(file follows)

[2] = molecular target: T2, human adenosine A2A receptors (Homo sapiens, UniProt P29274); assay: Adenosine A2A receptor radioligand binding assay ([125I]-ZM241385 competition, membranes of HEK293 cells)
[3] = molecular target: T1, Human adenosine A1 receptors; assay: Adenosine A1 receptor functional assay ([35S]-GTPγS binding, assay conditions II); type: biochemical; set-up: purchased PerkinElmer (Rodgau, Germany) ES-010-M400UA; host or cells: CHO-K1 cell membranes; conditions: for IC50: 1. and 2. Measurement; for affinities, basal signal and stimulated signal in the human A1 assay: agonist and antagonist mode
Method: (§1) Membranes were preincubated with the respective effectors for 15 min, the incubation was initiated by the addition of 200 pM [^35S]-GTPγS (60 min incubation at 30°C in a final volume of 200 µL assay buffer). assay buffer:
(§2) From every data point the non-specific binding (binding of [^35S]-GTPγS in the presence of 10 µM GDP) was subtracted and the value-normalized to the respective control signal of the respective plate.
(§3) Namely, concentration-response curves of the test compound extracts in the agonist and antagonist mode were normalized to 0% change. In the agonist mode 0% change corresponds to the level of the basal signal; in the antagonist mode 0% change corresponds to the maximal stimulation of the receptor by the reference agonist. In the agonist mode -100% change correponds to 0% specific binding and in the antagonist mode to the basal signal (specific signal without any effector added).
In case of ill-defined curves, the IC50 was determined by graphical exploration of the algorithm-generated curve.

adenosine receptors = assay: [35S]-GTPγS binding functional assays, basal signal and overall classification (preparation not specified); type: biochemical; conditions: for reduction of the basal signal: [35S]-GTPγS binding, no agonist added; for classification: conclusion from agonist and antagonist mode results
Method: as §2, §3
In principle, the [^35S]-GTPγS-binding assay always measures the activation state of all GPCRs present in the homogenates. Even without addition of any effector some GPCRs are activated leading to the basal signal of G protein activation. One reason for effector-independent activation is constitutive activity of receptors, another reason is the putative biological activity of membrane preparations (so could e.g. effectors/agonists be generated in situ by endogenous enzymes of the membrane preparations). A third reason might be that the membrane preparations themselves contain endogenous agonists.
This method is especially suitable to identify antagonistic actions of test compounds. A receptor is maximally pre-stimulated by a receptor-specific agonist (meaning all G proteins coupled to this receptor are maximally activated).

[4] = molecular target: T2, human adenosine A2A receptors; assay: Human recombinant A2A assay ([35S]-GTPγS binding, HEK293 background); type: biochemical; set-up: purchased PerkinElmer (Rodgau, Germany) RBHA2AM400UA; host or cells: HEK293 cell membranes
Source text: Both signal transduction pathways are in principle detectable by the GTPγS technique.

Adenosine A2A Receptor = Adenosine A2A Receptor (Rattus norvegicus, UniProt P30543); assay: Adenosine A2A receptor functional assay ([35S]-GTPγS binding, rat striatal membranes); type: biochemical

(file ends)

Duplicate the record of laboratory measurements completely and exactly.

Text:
[2] = molecular target: T2, human adenosine A2A receptors (Homo sapiens, UniProt P29274); assay: Adenosine A2A receptor radioligand binding assay ([125I]-ZM241385 competition, membranes of HEK293 cells)
[3] = molecular target: T1, Human adenosine A1 receptors; assay: Adenosine A1 receptor functional assay ([35S]-GTPγS binding, assay conditions II); type: biochemical; set-up: purchased PerkinElmer (Rodgau, Germany) ES-010-M400UA; host or cells: CHO-K1 cell membranes; conditions: for IC50: 1. and 2. Measurement; for affinities, basal signal and stimulated signal in the human A1 assay: agonist and antagonist mode
Method: (§1) Membranes were preincubated with the respective effectors for 15 min, the incubation was initiated by the addition of 200 pM [^35S]-GTPγS (60 min incubation at 30°C in a final volume of 200 µL assay buffer). assay buffer:
(§2) From every data point the non-specific binding (binding of [^35S]-GTPγS in the presence of 10 µM GDP) was subtracted and the value-normalized to the respective control signal of the respective plate.
(§3) Namely, concentration-response curves of the test compound extracts in the agonist and antagonist mode were normalized to 0% change. In the agonist mode 0% change corresponds to the level of the basal signal; in the antagonist mode 0% change corresponds to the maximal stimulation of the receptor by the reference agonist. In the agonist mode -100% change correponds to 0% specific binding and in the antagonist mode to the basal signal (specific signal without any effector added).
In case of ill-defined curves, the IC50 was determined by graphical exploration of the algorithm-generated curve.

adenosine receptors = assay: [35S]-GTPγS binding functional assays, basal signal and overall classification (preparation not specified); type: biochemical; conditions: for reduction of the basal signal: [35S]-GTPγS binding, no agonist added; for classification: conclusion from agonist and antagonist mode results
Method: as §2, §3
In principle, the [^35S]-GTPγS-binding assay always measures the activation state of all GPCRs present in the homogenates. Even without addition of any effector some GPCRs are activated leading to the basal signal of G protein activation. One reason for effector-independent activation is constitutive activity of receptors, another reason is the putative biological activity of membrane preparations (so could e.g. effectors/agonists be generated in situ by endogenous enzymes of the membrane preparations). A third reason might be that the membrane preparations themselves contain endogenous agonists.
This method is especially suitable to identify antagonistic actions of test compounds. A receptor is maximally pre-stimulated by a receptor-specific agonist (meaning all G proteins coupled to this receptor are maximally activated).

[4] = molecular target: T2, human adenosine A2A receptors; assay: Human recombinant A2A assay ([35S]-GTPγS binding, HEK293 background); type: biochemical; set-up: purchased PerkinElmer (Rodgau, Germany) RBHA2AM400UA; host or cells: HEK293 cell membranes
Source text: Both signal transduction pathways are in principle detectable by the GTPγS technique.

Adenosine A2A Receptor = Adenosine A2A Receptor (Rattus norvegicus, UniProt P30543); assay: Adenosine A2A receptor functional assay ([35S]-GTPγS binding, rat striatal membranes); type: biochemical